Please join the Facebook page of GARR to keep yourself informed and contact the organizers if you want to get involved.

Pakistan President Asif Ali Zardari Faced Shoe In Birmingham  

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Pakistan president Asif Ali Zardari has recently been criticized for showing apathy towards the recent disaster and troubles in his country and shying away for a tour in Europe.

Reports are coming that an elderly man had thrown his both shoes at him today as he attended a 1000 people strong political rally in Birmingham.

Mr. Zardari was addressing the Pakistan People’s Party’s convention in Birmingham when the shoes were thrown and landed just short of him. There are videos of the rally and the news and people are searching for a clear footage of the incident.

Pakistani Twitter users are all over this news with interesting remarks like these:
_samiran: Time Line flooded with #ZardariFacedShoe now interested to find out which company made the shoe. And did Zardari saab has 10% in it also!
rai_azlan: i condemn this Joota event as Jooty ki bhi koi Izat hoti hy #ZardariFacedShoe
irfantariq: As per geo no video is available of shoe throwing #pakistan #zardari #zardarifacedshoe
mohsinhijazee: We're ahead of USA. Two shoes in comparison to one. #zardarifacedshoe
drumairali: look at the courage of the old Man he threw not one but both his shoes at him....your a legend Sir..... #zardarifacedshoe
quest4clarity: #PPP saying protests are a sign of their success, WTF?! #ZardariFacedShoe
samishah: Next time: Exploding shoe! #zardarifacedshoe
kadnan: make sure u will be rejoicing in same tone when a shoe hurls at your darling political/religious leader #ZardariFacedShoe
kadnan: the man who threw shoe at Zardari has been arrested #ZardariFacedShoe
rai_azlan: Police has let the Baba ji go after a small talk, #ZardariFacedShoe
rai_azlan: question of the DAY: was the Shoe branded???? #UKP, #PPP, #CHITTAR, #ZardariFacedShoe
shahidsaeed: I repeat "Award winning" bloggers who never cared 2 post abt the flood celebrating shoe throwing is pathetic & disgusting #Zardarifacedshoe
And if you want to be a part of the action you can play the throw the shoe at Zardari game in 3 levels (I scored 47!).

Image courtesy Icemetal at Yfrog

Mall Artha Gading at Kelapa Gading in Jakarta  

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Hiroshima & Nagasaki In Pictures  

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Today, August 6th, marks the 65th anniversary of the American bombing of Hiroshima. Monday is the 65th anniversary of Nagasaki. To commemorate those dates, LIFE.com has created a gallery of never-seen pictures by LIFE photographers Alfred Eisenstaedt, Bernard Hoffman, and J.R. Eyerman -- all three of whom were there, on the ground, very shortly after both cities were destroyed.

Image credit: Bernard Hoffman/TIME & LIFE Pictures, used with permission
One scene shared by all of the 20th century's bloodiest wars might have been lifted straight from "The Road Warrior": a spectral landscape; buildings obliterated; blasted trees; a lifeless wasteland. The picture above, for instance -- a photograph never published, until now-- while mirroring every bleak, war-battered panorama from Verdun to Iwo Jima to Pork Chop Hill, was in fact made by LIFE's Bernard Hoffman in September, 1945, in Nagasaki, Japan. But far from chronicling the aftermath of sustained, slogging armed conflict, Hoffman's picture -- along with others seen here for the first time -- depicts devastation produced in a few, unspeakably violent seconds. On the 65th anniversary of American planes dropping atomic bombs on Hiroshima (August 6, 1945) and Nagasaki (August 9) -- killing 120,000 people outright, and tens of thousands more through injury and radiation sickness -- LIFE.com presents never-before-seen pictures from both cities taken in the weeks and months following the bombings. Included, as well, are excerpts from issues of LIFE published after the war that convey the powerful, discordant reactions -- relief, horror, pride, fear -- that the bombings, and the long-sought victory over Japan, unleashed.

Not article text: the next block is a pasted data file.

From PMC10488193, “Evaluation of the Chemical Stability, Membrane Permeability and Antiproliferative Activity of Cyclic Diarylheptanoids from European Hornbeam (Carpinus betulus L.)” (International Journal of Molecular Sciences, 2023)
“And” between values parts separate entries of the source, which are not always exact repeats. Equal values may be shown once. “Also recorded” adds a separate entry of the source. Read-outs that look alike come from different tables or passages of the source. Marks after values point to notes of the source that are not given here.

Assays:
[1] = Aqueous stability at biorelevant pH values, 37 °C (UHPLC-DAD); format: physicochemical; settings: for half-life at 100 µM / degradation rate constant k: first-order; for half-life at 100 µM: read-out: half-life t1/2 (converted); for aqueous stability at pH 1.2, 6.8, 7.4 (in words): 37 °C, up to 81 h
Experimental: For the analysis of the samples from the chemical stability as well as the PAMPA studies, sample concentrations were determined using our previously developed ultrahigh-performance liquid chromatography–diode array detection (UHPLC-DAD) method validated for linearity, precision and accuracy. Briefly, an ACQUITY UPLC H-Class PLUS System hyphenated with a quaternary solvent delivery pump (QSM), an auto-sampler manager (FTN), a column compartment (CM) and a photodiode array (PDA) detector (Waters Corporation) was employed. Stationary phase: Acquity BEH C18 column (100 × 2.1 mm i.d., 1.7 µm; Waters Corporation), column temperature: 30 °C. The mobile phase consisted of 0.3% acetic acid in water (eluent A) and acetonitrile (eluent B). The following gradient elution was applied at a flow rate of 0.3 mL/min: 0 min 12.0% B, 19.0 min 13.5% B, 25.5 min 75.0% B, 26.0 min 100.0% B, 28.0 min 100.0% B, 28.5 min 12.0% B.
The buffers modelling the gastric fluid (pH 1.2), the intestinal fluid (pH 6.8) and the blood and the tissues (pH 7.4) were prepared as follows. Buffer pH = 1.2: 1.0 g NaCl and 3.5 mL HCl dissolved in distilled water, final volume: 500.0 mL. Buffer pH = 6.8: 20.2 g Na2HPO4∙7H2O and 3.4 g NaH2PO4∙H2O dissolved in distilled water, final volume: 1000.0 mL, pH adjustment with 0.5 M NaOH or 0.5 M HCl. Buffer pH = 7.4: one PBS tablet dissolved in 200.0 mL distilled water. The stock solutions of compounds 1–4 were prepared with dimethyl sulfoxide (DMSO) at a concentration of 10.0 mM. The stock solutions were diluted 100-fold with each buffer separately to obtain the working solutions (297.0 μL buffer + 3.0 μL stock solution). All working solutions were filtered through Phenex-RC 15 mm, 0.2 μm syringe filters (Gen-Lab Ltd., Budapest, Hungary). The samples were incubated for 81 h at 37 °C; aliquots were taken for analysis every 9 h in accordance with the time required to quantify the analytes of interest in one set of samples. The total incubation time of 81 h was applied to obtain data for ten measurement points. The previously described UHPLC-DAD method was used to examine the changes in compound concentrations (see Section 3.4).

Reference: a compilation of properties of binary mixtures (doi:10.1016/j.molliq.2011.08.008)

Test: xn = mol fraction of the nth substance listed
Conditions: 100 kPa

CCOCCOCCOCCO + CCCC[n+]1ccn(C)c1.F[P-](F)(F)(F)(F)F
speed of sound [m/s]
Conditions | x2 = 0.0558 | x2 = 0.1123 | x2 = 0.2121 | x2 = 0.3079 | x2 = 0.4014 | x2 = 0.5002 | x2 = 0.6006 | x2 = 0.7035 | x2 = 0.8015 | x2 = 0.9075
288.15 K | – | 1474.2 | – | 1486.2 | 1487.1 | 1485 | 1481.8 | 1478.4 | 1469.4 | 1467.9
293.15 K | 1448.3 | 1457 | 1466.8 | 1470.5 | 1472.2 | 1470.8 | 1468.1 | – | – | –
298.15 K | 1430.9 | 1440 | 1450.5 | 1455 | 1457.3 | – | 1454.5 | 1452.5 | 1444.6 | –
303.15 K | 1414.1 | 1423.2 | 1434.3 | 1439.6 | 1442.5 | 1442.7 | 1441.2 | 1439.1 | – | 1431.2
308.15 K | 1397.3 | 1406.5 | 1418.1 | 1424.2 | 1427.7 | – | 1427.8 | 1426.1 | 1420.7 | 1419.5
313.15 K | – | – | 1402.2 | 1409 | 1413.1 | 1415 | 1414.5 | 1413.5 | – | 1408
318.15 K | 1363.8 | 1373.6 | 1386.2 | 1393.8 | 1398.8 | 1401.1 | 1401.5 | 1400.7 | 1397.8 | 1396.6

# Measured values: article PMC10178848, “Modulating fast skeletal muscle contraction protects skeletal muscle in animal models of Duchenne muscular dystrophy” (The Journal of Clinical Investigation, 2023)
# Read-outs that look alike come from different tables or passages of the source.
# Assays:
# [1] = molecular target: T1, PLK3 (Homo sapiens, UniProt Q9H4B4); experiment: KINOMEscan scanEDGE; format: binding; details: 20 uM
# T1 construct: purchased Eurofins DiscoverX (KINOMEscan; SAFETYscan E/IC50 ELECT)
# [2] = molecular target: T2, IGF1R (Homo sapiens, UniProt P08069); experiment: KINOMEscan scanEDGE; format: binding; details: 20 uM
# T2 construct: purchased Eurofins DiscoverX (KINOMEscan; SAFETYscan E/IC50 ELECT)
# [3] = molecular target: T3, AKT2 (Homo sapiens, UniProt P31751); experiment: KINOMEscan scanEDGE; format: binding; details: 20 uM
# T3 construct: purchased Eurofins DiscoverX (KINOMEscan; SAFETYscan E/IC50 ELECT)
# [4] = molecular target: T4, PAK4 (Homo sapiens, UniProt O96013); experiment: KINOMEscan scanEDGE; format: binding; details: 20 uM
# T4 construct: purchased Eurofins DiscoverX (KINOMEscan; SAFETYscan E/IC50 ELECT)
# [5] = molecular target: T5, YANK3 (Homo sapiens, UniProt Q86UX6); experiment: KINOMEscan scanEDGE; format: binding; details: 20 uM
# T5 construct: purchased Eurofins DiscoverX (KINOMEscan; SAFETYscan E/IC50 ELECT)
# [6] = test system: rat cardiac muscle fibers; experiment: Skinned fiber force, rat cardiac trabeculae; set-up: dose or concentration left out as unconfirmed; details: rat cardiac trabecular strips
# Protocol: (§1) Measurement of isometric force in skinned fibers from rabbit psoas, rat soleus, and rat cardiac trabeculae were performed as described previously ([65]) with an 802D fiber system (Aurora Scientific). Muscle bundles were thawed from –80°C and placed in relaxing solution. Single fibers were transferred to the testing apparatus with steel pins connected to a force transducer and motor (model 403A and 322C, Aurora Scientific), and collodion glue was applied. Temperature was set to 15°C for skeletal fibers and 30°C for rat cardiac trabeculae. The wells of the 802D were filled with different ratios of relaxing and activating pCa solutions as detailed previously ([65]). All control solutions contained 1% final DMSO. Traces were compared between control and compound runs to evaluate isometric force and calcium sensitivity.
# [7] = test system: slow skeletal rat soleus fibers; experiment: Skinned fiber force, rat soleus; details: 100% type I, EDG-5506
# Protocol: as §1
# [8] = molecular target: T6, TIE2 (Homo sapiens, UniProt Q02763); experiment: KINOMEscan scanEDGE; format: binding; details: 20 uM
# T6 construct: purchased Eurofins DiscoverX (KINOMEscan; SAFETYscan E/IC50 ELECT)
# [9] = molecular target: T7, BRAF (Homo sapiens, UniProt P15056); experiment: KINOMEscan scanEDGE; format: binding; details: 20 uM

Image credit: Bernard Hoffman/TIME & LIFE Pictures, used with permission

Japanese doctors said that those who had been killed by the blast itself died instantly. But presently, according to these doctors, those who had suffered only small burns found their appetite failing, their hair falling out, their gums bleeding. They developed temperatures of 104, vomited blood, and died. It was discovered that they had lost 86 percent of their white blood corpuscles. Last week the Japanese announced that the count of Hiroshima's dead had risen to 125,000." -- From the article "What Ended the War," in LIFE, 9/17/1945. Above: Hiroshima, 1945, two months after the August 6 bombing, photographed by Bernard Hoffman. Descriptions of the suffering endured by survivors in both Nagasaki and Hiroshima -- burns that would not heal; agonizingly bent, twisted limbs; ceaseless, excruciating headaches -- lend weight to the Soviet leader Nikita Khrushchev's oft-quoted (and perhaps apocryphal) utterance that, in the the event of an all-out nuclear war, "the living will envy the dead."

Bangladesh: Visitors Share Their Thoughts On Grameen Ventures  

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grameen bank head office
Grameen Bank Office in Dhaka. Image by Flickr user Rainer Ebert. CC BY-SA